Monday, December 19, 2011


As great holiday music celebrates the Christmas season there’s such a rich abundance of Music of Praise and charming children's stories.  Yes, there is one very special sentimental journey back to simpler, innocent times of wonder and fantasy and that is the epic poem/story, A Child’s Christmas in Wales, by Dylan Thomas.
DYLAN THOMAS Just a year before his death in 1953 noted poet Dylan Thomas recorded A Child’s Christmas in Wales, a classic that has become one of the all time holiday favorites and his most recognized story. Its sentimentality tugs at our hearts with nostalgic yearnings to go back and remember what a childhood was like in that seaside village in Wales.
ONE CHRISTMAS WAS SO MUCH LIKE ANOTHER Many of us can relate to Thomas’s opening lines, “One Christmas was so much like another, in those years around the sea-town corner now and out of all sound except the distant speaking of the voices I sometimes hear a moment before was so much like another, in those years around the sea-town corner now and out of all sound except the distant speaking of the voices I sometimes hear a moment before sleep, that I can never remember whether it snowed for six days and six nights when I was twelve or whether it snowed for twelve days and twelve nights when I was six.”
FIRE, FIRE, FIRE!!! “Nobody could have had a noisier Christmas Eve” leads us through a merry chase as the excitement, clamor and gong ringing cause such a ruckus that the firemen arrive in their shining helmets, standing among smoke and cinders and dissolving snowballs. Adding to the absurdness of the situation, Miss Prothero says to the firemen, “Would you like anything to read?”
THE UNCLES reminds us so much about uncles at our house. Thomas recalls, “There were always Uncles at Christmas. The same Uncles. They sat in front of the fire, loosened all buttons, put their large moist hands over their watch chains, groaned a little and slept.” But there were aunties, too. “Auntie, Bessie, who had already been frightened twice, by a clockwork mouse, whimpered at the sideboard and had some elderberry wine. After some hilarious antics in the snow and a fantasy hippo enactment the children head home.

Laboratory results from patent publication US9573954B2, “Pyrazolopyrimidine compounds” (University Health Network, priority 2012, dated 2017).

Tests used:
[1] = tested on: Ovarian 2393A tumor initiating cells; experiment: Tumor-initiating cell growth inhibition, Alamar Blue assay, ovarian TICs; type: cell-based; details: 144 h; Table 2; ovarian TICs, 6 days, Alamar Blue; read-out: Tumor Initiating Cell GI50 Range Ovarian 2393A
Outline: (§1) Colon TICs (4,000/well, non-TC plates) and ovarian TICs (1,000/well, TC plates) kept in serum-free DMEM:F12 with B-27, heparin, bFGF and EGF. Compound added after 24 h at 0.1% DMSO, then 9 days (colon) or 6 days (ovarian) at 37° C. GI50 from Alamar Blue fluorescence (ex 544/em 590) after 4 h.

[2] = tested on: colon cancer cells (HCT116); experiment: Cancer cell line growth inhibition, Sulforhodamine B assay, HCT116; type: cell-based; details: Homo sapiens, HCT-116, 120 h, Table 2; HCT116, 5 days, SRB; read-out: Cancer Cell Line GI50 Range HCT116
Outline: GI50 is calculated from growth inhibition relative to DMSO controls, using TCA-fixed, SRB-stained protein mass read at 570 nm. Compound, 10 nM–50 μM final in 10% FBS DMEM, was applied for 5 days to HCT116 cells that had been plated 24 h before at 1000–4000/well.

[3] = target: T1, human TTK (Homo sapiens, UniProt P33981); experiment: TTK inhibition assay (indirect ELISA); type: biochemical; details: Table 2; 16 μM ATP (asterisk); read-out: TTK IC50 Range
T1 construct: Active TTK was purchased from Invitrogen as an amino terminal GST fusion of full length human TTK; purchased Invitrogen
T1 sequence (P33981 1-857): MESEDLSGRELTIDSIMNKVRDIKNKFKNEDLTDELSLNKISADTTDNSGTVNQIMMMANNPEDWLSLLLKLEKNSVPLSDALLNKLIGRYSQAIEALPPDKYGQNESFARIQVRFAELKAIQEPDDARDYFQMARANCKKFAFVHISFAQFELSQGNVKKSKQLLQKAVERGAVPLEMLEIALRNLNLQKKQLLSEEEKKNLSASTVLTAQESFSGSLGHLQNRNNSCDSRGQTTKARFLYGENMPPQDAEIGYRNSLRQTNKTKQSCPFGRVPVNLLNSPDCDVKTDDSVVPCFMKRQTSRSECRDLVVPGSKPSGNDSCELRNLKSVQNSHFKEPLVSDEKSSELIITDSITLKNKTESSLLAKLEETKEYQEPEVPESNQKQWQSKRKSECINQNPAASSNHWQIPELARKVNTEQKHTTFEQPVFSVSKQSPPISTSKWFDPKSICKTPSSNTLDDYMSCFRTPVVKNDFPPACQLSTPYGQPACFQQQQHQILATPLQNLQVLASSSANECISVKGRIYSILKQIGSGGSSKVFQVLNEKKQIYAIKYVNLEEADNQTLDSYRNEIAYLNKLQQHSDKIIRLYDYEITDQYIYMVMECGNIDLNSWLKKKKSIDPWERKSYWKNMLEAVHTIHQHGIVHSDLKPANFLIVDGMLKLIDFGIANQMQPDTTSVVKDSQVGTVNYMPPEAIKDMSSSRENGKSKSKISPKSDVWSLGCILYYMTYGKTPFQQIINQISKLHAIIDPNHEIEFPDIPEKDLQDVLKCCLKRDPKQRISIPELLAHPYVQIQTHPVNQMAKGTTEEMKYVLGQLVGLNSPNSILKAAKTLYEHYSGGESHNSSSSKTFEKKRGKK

SINGING CAROLS Thomas waxes nostalgic, “I remember that we went singing carols once, when there wasn’t the shaving of a moon to light the flying streets, and always on Christmas night there was music. An uncle played the fiddle, a cousin sang Cherry Ripe, and another uncle sang Drake’s Drum. It was very warm in the little house. I got into bed, I said some words to the close and holy darkness, and then I slept.”
This endearing story referenced here is only an abbreviated sampling of the sentimentality that Thomas conveys through his recollections. It gives us pause to wonder and reflect on the similarities in our own Christmas celebrations replete with eccentric family members. However, most of all we may all feel better for having vicariously experienced this very quaint Christmas tale. It’s the kind of story that deserves reading to a new generation of children and grownups who will be carried away to a seaside village and A Child’s Christmas in Wales.You can order the Dylan Thomas "A Child's Christmas in Wales" through Amazon.
    Ta Ta darlings!! I am wishing you a very Happy and Merry Christmas and best wishes for a very Happy and Healthy New Year 2018. Fan mail always welcome at Visit Polly's Blogs at